How to Eat Well At Festivals Without Breaking the Bank

Ah, festival season. A time of making new friends, spending time with old friends, and hitting a few workshops for entertainment, enlightenment, and education on the side.

As I’ve gotten older, I’ve realized that my body is not always happy with the old standby of no sleep, with extra caffeine and sugar on the side during these sorts of events – eating well and sleeping have become important factors in getting the most out of events.

The trouble with this, of course, is that “eating well” in the hospitality suite of most indoor events is not likely to happen, and most outdoor events don’t even have a hospitality suite. And if you’re in a hotel, the hotel restaurant is always an option….but that gets expensive. So do food vendors at outdoor events.

So, what’s a Pagan who is looking to eat real food to do?

First, you have to plan ahead. Will your residence for the next few days have a refrigerator? Microwave? Electricity? How many meals will you need? (Does that include meals on the road, which are more likely to be fast food because you’re traveling?) How much space is in your luggage?

Let’s start with breakfast. We’ve successfully taken frozen breakfast sandwiches in a cooler, and let them thaw over the course of a couple of days, which is great if you have a microwave. For those times without a microwave, I usually stick with muffins or oatmeal – coffee pots can make water hot enough for instant oats, and campfires boil water pretty quickly as well.  On more ambitious outdoor weeks, we often do eggs and biscuits (using a “Bakepacker” or similar steam cooking device).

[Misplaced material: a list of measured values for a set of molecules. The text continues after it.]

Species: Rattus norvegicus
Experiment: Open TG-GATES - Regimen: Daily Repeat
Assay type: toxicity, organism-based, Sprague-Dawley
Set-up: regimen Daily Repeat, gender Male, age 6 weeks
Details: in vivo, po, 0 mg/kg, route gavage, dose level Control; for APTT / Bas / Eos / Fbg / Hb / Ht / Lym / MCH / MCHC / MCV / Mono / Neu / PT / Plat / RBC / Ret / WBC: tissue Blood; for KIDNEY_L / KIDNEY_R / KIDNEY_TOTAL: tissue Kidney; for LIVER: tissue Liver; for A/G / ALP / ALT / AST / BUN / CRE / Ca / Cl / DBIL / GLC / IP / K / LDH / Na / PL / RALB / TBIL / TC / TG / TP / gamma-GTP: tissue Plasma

Much of my daily lunch and dinner suggestions for these sorts of things are based on dried foods and lightweight backpacking experiences, because the last thing you want to do is spend hours cooking when you could be having fun. Besides, not only do dried foods store well and cook quickly with just boiling water, but they’re a good thing to have on hand in emergencies where you can’t get to the store.

 

A package of
The ubiquitous Mountain House freeze dried meal – usually edible, but high on sodium

While there are commercially available freeze dried meals, and the ubiquitous military surplus MRE, you’ll likely eat better making your own meals – and at a better cost too.  Interestingly, the Mormons and their penchant for keeping a year’s worth of food on hand are a great source for this sort of thing, including portioning them out into canning jars for use over the next few months. Backpacking websites are good for this sort of thing too, usually planning single-serve meals (which is not a bad thing – have a whole box of them, and let people grab their own, on their own time!)

Package of Thrive Life's Snackies - freeze dried peach slices
“Snackies” from Thrive Life are snackable dried foods, but Thrive Life has a ton of different foods, and make good pantry supplies that make a good dinner any night, even if you’re not on the road

We have a list at home, from the days when my children were often in the hospital. When someone would ask what they could do, we’d send them grocery shopping for a specific list of sandwich fixings and healthy (portable) snacks – and we’d eat that way for days in the hospital. If you’re careful not to squish your bread, you can do this for festivals too.  Pick 1-2 condiments, 1-2 lunch meats, 1-2 cheeses, and bread. Apples, oranges, and grapes don’t need a lot of handling. Pre-washed salads, single serve snacks, and cans or bottles of beverages may need a fridge or cooler, but don’t require fancy prep work.

And, as always, remember to consider bringing plates, silverware, and glasses that you’re going to wash, rather than disposables, because it’s generally better for the environment!

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